How can we distinguish ageing well from ageing badly? To tackle this question, researchers have developed the concept of successful ageing. The classical definition mentions three criteria of “success”: low probability of disease, high physical and cognitive capacities, and active engagement with life. Despite its popularity among researchers and policy makers, “successful ageing” suffers from major conceptual problems. Most importantly, there is an excessive focus on the “external perspective”. Relying almost exclusively on quantitative data, the advocates of successful ageing routinely overlook the “internal perspective”, that is, the subjective experience of elderly people. This research project seeks to address the above-mentioned issue by pursuing the following question: How to conceptualise the phenomenon of ageing from an internal perspective, as opposed to the external perspective that dominates the discourse on successful ageing? Specifically, this project proposes an empirical-philosophical investigation of late life that draws on phenomenology, intersectionality theory, and ethnography. Phenomenology, one of the central currents of contemporary philosophy, is concerned with the concrete “howness” of experience. Starting from the phenomenological concept of existence, I will explore the experience of ageing in its various—bodily, temporal, and social—dimensions. I will then proceed to observe and interview elderly inhabitants of Tilburg (older than 65), using the ethnographic method. Thematically, my fieldwork will focus on the participants’ subjective experiences of ageing, building on the phenomenological framework established previously. Drawing on both empirical and philosophical resources, this approach offers a fresh perspective on ageing that moves beyond the dichotomy of success and failure.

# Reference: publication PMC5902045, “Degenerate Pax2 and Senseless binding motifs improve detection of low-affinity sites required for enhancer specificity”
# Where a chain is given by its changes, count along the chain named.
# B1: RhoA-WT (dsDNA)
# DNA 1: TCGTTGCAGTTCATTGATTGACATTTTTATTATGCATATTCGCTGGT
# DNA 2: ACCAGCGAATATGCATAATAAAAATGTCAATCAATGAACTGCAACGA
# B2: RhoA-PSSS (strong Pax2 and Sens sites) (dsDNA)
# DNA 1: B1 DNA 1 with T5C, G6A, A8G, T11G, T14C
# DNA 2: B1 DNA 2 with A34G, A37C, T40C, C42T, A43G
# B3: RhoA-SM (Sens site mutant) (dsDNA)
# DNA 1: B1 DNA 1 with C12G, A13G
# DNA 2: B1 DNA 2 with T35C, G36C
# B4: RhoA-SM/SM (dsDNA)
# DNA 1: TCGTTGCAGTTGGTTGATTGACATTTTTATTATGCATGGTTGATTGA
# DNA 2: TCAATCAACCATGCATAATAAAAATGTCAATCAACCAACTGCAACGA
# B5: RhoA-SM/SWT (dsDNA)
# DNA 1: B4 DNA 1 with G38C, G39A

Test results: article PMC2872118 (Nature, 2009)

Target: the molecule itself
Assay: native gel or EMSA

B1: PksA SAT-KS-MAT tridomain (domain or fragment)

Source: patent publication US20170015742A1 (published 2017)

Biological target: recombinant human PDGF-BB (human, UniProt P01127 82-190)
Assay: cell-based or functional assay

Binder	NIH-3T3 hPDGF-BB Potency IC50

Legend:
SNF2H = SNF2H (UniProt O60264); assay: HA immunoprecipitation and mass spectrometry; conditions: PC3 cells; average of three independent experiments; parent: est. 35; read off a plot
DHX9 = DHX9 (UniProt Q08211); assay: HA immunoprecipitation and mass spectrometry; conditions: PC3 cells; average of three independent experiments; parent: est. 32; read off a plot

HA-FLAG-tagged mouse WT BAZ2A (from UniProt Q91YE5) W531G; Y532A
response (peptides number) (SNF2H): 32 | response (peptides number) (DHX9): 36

|Effective start/end date||2/09/19 → 31/08/24|
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